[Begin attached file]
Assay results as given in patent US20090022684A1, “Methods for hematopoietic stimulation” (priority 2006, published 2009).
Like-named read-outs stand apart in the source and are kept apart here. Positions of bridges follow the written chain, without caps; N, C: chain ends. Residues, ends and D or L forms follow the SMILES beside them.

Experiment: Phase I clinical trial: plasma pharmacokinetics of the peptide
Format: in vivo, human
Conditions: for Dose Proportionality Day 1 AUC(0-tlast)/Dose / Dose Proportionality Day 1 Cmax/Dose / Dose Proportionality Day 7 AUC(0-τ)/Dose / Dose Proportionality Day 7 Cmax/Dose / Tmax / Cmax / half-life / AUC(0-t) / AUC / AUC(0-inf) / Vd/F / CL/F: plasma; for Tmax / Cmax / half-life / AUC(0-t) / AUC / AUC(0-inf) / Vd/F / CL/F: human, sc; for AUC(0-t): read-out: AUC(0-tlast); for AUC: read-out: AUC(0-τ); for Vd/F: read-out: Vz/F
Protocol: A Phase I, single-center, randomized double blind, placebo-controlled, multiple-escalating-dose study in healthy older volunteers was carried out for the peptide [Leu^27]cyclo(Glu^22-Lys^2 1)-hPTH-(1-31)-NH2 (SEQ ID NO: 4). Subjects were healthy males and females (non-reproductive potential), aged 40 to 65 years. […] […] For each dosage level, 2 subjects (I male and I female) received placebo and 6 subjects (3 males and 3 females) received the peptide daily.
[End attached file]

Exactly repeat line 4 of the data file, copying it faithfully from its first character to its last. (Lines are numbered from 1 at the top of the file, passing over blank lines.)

Format: in vivo, human